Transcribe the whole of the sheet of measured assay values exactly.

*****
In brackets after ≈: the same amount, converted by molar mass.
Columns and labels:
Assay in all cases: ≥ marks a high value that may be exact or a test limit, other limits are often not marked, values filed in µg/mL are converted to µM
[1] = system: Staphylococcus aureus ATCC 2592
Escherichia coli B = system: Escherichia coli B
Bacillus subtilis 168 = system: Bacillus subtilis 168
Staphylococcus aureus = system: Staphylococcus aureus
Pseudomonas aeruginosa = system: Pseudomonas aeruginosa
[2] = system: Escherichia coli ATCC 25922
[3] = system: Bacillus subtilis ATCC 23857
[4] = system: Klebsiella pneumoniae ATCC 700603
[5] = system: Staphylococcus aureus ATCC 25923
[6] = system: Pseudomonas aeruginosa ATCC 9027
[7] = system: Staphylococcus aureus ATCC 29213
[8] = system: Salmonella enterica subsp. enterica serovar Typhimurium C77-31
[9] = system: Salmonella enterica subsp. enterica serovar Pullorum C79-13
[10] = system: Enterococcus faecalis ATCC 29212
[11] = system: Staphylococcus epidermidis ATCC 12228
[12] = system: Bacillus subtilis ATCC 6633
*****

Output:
In brackets after ≈: the same amount, converted by molar mass.
Columns and labels:
Assay in all cases: ≥ marks a high value that may be exact or a test limit, other limits are often not marked, values filed in µg/mL are converted to µM
[1] = system: Staphylococcus aureus ATCC 2592
Escherichia coli B = system: Escherichia coli B
Bacillus subtilis 168 = system: Bacillus subtilis 168
Staphylococcus aureus = system: Staphylococcus aureus
Pseudomonas aeruginosa = system: Pseudomonas aeruginosa
[2] = system: Escherichia coli ATCC 25922
[3] = system: Bacillus subtilis ATCC 23857
[4] = system: Klebsiella pneumoniae ATCC 700603
[5] = system: Staphylococcus aureus ATCC 25923
[6] = system: Pseudomonas aeruginosa ATCC 9027
[7] = system: Staphylococcus aureus ATCC 29213
[8] = system: Salmonella enterica subsp. enterica serovar Typhimurium C77-31
[9] = system: Salmonella enterica subsp. enterica serovar Pullorum C79-13
[10] = system: Enterococcus faecalis ATCC 29212
[11] = system: Staphylococcus epidermidis ATCC 12228
[12] = system: Bacillus subtilis ATCC 6633